14.Pw2, Wilfred Abincha Onono, the Managing Consultant of the Interest Rates Advisory Centre Ltd (hereinafter IRAC) testified how the plaintiff approached him to recalculate the interest charged on the mortgage loan account by the 1st defendant.
15.He told the Court that during the period of the facility, the interest rates were regulated by Central Bank of Kenya. That the 1st defendant could not vary the interest rates unless upon notifying the plaintiff which it did not. That the Charge document did not provide for penalty interest on arrears. That the 1st defendant varied interest between 13.5% and 26%. As at April, 2007, the plaintiff had paid a total sum of Kshs. 2,139,343/35 as per the statement of the 1st defendant.
16.He further testified that the Charge provided that interest was to be charged annually but the 1st defendant charged the same monthly. That there were charges that were levied without the approval of the Minister in breach of section 44 of the Banking Act. That had the 1st defendant charged interest in accordance with the Charge document, the plaintiff’s account would have been in credit of Kshs.99,534/25 as at 30/4/2007.
17.In cross-examination, he admitted that he had not included penalty interest in his recalculation for the reason that neither the Charge nor the Letter of Offer provided for the same. That had he included the same, his recalculation of interest would be different.
18.The 1st defendant relied on the witness statement of Simon Osok, D1w1 its Collection Officer, dated 7/11/2018. He testified that from his knowledge and the documents held by the 1st defendant, the plaintiff had not serviced the loan as required. That the 1st defendant issued various demands and statutory notices to the plaintiff due to the failure to liquidate his account. That the plaintiff made numerous proposals at different dates intimating that he was desirous of settling the principle sum and the arrears which had accrued on the mortgage account but never made such payments.
19.He further testified that the 2nd defendant made an offer to buy the suit property for a sum of Kshs. 14,000,000/- which was accepted by the 1st defendant.
20.In cross-examination, he admitted that the 1st defendant levied interest upon interest and that it varied interest without serving any notice upon the plaintiff. In re-examination, he referred to the bank statements to show that there was notice on interest variation.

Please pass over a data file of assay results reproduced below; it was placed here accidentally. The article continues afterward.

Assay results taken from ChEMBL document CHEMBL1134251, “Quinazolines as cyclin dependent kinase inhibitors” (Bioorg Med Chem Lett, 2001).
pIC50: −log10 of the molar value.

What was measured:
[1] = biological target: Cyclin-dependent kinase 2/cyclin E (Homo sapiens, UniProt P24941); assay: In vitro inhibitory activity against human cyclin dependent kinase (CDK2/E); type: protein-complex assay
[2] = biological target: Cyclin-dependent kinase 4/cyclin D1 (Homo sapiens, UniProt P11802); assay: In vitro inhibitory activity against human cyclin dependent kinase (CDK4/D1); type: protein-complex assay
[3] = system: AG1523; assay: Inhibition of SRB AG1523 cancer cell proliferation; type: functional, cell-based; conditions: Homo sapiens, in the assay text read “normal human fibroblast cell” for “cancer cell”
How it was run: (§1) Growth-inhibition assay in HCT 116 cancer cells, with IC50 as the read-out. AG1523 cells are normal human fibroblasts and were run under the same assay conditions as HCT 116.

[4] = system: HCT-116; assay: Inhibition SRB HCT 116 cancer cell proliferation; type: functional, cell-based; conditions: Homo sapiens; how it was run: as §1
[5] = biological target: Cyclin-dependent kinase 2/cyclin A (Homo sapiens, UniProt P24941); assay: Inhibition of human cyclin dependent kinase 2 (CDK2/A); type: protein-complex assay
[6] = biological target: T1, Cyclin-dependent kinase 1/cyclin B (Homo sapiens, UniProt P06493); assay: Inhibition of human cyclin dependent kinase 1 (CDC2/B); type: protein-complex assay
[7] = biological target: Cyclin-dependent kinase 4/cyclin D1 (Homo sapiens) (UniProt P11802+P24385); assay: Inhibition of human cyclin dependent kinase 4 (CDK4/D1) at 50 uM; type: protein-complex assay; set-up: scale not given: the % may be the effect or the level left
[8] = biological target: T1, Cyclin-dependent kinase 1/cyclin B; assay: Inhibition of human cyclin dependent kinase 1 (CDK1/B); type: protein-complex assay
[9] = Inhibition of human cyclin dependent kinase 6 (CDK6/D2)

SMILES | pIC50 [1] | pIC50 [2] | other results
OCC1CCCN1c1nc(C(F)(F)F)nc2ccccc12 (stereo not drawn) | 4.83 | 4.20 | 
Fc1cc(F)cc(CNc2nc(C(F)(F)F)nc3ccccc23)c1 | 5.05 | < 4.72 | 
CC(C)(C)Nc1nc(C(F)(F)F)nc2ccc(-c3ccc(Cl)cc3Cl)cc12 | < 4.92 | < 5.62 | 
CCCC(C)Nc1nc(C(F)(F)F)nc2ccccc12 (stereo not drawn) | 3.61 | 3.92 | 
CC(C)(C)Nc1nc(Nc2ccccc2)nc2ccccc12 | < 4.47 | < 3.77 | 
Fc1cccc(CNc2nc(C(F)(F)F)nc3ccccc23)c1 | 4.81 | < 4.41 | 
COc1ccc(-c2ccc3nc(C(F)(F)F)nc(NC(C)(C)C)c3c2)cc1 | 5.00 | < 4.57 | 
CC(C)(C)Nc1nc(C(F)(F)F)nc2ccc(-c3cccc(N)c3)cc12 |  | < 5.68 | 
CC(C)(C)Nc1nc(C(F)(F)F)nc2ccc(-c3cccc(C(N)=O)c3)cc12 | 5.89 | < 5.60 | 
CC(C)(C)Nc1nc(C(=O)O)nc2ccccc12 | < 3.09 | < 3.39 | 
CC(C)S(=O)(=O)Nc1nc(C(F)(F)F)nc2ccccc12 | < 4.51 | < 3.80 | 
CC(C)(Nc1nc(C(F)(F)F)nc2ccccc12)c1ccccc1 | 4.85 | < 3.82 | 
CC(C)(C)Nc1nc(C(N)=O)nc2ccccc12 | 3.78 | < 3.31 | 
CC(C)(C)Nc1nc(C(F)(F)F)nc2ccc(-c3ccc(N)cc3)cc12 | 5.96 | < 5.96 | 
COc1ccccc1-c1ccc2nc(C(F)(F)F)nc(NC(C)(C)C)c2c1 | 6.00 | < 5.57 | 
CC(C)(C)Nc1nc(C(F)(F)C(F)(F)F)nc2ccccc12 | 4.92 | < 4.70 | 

21.The 2nd and 3rd defendant relied on the witness statement of D2w1 dated 26/9/2012 and the cross referenced witness statement dated 13/7/2020. Peter Chege Mugo told the Court that in April, 2007, one Martin of Express Business Solutions informed him of the availability of the suit property which he and the 3rd defendant were interested in. He visited the 1st defendant and made an offer of Kshs. 14,000,000/- which was accepted by the 1st defendant.
22.He paid the deposit of Kshs.1,400,000/- as 10% of the purchase price and thereafter approached the 1st defendant for a loan facility to finance the balance of the purchase price. The loan was approved and the suit property was charged as security for the same. That he and his wife purchased the suit property in good faith and for value. That he had no personal relationship with the staff of the 1st defendant.
23.The respective parties filed their respective submissions which the Court has carefully considered. From the record, the parties did not agree on the issues for determination. Therefore, each submitted on own issues. Having considered the pleadings, the evidence on record and the submissions of the parties; the court considers the following to be the issues for determination:
24.There is no dispute that the plaintiff executed a Charge dated 29/5/1985 over the suit property to secure the advance of Kshs. 600,000 by the 1st defendant. The said sum was repayable by monthly sum of Kshs 7,524/=. The rate of interest was agreed at 13 ½ %p.a. The 1st defendant could vary the said rate of interest with notice to the plaintiff. The Court holds that there was a valid Charge over the suit property. The charge was properly executed and registered in accordance with the law.
25.As regards the statutory notice, the defendants contended that proper statutory notices were served upon the plaintiff. The plaintiff on his part admitted that he was served with statutory notices but submitted that they were invalid.
26.From the record, there were a total of three statutory notices of sale. These are contained in the agreed bundle and are dated 27/11/2000, 10/2/2003 and 1/9/2004 respectively. The notice of 27/11/2000 demanded payment to be made within three (3) months from the date hereof. The notice of 10/2/2003 demanded settlement ‘WITHIN THREE MONTHS’ from the date of service of this notice”. While the one of 1/9/2004 also demanded settlement in similar terms as the notice of 10/2/2003.